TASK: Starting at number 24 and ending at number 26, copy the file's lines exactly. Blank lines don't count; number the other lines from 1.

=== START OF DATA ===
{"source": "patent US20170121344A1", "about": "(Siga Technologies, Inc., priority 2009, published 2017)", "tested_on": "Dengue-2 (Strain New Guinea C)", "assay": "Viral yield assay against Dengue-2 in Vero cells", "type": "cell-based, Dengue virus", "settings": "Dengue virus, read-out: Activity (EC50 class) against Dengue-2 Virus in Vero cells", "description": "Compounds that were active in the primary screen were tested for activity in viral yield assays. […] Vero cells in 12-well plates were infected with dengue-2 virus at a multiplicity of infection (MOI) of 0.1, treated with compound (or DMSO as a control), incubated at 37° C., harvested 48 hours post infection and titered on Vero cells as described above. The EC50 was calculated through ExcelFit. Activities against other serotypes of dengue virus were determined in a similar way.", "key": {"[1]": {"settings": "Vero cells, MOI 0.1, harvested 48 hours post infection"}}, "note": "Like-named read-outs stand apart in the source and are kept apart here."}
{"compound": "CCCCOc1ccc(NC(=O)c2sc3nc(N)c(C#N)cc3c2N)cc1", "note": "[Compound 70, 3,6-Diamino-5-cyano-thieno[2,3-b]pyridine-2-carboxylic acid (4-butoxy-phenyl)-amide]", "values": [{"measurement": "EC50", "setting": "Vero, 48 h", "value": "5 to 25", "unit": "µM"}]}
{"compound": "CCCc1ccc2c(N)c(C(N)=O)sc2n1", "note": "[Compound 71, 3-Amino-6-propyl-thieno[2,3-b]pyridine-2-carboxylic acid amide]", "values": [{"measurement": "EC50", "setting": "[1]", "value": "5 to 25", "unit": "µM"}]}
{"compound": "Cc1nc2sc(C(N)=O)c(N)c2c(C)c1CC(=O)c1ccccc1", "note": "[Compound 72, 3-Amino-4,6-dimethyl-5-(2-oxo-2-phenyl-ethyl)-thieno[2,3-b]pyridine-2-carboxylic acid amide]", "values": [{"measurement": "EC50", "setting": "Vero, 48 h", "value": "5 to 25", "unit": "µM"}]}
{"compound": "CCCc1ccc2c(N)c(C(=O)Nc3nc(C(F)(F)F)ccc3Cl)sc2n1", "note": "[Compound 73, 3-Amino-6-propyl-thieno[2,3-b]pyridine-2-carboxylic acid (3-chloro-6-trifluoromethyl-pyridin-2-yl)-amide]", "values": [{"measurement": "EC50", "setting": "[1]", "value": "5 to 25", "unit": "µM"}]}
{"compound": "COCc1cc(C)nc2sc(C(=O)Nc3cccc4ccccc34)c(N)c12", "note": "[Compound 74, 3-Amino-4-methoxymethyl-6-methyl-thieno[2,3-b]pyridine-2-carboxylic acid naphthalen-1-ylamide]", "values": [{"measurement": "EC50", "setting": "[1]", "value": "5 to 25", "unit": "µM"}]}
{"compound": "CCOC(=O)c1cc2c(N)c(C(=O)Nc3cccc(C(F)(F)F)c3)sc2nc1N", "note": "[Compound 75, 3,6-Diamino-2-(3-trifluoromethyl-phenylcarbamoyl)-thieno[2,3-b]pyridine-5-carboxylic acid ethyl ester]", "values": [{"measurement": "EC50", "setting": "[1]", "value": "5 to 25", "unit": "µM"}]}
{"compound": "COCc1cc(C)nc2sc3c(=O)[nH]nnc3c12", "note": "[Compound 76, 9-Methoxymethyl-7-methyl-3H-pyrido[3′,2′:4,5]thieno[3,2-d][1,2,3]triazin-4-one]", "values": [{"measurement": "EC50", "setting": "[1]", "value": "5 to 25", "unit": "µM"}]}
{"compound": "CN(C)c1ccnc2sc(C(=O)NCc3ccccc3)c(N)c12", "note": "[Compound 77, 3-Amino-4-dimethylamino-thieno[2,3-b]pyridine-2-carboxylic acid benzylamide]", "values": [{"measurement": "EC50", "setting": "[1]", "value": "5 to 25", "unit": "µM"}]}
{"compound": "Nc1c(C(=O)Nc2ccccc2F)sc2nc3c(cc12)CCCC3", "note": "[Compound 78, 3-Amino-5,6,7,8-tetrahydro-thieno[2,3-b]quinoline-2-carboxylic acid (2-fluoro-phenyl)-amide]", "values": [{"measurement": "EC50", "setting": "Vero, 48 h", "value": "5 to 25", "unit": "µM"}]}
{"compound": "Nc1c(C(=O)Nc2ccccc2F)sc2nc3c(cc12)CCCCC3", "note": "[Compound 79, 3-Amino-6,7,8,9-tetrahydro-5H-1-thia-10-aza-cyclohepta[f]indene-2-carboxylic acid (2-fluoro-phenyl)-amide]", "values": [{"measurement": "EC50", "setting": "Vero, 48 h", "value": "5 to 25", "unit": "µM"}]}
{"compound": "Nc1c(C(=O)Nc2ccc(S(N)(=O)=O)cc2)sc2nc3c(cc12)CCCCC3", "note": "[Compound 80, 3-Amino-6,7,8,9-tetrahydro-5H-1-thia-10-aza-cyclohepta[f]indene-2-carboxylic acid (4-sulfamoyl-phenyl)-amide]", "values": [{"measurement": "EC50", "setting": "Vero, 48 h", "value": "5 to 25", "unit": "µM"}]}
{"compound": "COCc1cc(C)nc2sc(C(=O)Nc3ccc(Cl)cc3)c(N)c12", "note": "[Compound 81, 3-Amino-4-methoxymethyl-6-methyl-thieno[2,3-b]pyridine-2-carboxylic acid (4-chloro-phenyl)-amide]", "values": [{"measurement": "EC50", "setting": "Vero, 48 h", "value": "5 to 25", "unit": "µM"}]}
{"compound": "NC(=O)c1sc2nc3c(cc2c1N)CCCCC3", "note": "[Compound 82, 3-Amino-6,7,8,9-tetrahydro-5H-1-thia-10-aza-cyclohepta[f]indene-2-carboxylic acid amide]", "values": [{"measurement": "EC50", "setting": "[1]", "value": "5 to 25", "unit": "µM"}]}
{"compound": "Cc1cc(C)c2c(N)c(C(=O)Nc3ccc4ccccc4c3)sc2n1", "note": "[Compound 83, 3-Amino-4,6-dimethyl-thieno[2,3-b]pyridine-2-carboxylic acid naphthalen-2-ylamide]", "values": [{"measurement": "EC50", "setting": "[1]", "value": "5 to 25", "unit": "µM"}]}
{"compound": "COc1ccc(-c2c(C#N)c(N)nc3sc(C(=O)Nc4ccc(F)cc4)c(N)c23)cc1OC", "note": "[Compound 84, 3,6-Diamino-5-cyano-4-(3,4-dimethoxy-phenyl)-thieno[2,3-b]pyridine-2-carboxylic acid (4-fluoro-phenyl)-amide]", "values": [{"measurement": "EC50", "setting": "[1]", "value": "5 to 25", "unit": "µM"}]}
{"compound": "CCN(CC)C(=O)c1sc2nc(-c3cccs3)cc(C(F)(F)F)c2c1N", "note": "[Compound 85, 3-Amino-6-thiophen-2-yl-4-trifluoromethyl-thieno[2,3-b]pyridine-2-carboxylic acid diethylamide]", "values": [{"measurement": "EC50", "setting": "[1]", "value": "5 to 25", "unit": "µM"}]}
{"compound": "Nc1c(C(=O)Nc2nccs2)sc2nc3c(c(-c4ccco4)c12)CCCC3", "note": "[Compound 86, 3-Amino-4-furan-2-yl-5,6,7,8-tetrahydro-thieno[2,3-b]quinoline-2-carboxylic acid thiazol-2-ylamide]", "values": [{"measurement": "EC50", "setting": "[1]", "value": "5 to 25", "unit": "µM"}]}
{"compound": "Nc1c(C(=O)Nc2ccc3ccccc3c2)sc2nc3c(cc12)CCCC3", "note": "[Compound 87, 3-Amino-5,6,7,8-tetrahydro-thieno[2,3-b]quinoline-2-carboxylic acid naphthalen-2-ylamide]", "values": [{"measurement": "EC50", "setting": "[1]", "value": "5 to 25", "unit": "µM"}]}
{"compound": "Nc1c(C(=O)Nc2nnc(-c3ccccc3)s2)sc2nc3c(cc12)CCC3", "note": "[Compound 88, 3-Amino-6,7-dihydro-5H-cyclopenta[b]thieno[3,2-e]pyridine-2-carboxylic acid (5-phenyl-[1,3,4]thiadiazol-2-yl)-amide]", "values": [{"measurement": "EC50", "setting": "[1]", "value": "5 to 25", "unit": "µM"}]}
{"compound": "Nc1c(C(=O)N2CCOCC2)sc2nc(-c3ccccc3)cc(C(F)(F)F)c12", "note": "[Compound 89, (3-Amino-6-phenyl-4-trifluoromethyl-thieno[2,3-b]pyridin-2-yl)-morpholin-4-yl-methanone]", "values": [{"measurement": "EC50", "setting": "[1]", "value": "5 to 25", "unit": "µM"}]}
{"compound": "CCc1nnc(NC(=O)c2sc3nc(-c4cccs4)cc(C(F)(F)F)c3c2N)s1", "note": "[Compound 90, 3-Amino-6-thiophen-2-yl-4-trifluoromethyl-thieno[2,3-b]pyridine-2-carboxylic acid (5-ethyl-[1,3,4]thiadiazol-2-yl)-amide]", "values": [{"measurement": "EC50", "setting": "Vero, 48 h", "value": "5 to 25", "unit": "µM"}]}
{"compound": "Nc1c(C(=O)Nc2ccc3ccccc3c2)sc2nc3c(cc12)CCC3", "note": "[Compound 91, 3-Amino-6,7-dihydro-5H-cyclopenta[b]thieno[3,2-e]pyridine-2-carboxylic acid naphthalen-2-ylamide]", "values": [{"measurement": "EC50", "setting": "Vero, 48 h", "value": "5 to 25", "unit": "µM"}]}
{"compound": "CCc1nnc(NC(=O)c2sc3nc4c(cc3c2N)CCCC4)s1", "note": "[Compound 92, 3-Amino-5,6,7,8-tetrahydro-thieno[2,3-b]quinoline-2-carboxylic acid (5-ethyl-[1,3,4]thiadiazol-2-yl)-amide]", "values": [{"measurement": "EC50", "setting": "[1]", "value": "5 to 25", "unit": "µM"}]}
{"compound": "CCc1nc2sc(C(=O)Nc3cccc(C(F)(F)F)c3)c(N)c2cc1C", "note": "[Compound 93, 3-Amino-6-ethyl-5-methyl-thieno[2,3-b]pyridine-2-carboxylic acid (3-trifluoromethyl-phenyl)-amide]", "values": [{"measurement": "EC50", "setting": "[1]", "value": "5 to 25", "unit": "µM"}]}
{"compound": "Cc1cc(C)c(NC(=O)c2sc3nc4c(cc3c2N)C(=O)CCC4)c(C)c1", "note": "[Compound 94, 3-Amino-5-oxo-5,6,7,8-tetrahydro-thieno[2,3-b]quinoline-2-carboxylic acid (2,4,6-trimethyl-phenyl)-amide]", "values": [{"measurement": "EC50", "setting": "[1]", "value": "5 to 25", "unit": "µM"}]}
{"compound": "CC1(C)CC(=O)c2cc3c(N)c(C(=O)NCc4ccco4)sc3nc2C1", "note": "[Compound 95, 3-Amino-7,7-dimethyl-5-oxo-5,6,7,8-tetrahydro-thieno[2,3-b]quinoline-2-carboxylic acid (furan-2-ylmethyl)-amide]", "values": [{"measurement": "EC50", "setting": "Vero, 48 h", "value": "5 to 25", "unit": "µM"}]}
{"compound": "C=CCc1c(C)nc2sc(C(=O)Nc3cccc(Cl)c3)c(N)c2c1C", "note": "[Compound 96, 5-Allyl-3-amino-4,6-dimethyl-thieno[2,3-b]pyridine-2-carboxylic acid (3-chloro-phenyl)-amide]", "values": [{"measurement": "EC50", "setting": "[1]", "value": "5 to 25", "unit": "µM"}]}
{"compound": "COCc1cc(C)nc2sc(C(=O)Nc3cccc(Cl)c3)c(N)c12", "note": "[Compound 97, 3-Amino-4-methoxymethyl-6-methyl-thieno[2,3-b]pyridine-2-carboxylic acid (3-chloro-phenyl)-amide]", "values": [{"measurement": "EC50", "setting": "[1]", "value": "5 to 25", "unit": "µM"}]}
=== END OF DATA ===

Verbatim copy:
{"compound": "CCc1nnc(NC(=O)c2sc3nc4c(cc3c2N)CCCC4)s1", "note": "[Compound 92, 3-Amino-5,6,7,8-tetrahydro-thieno[2,3-b]quinoline-2-carboxylic acid (5-ethyl-[1,3,4]thiadiazol-2-yl)-amide]", "values": [{"measurement": "EC50", "setting": "[1]", "value": "5 to 25", "unit": "µM"}]}
{"compound": "CCc1nc2sc(C(=O)Nc3cccc(C(F)(F)F)c3)c(N)c2cc1C", "note": "[Compound 93, 3-Amino-6-ethyl-5-methyl-thieno[2,3-b]pyridine-2-carboxylic acid (3-trifluoromethyl-phenyl)-amide]", "values": [{"measurement": "EC50", "setting": "[1]", "value": "5 to 25", "unit": "µM"}]}
{"compound": "Cc1cc(C)c(NC(=O)c2sc3nc4c(cc3c2N)C(=O)CCC4)c(C)c1", "note": "[Compound 94, 3-Amino-5-oxo-5,6,7,8-tetrahydro-thieno[2,3-b]quinoline-2-carboxylic acid (2,4,6-trimethyl-phenyl)-amide]", "values": [{"measurement": "EC50", "setting": "[1]", "value": "5 to 25", "unit": "µM"}]}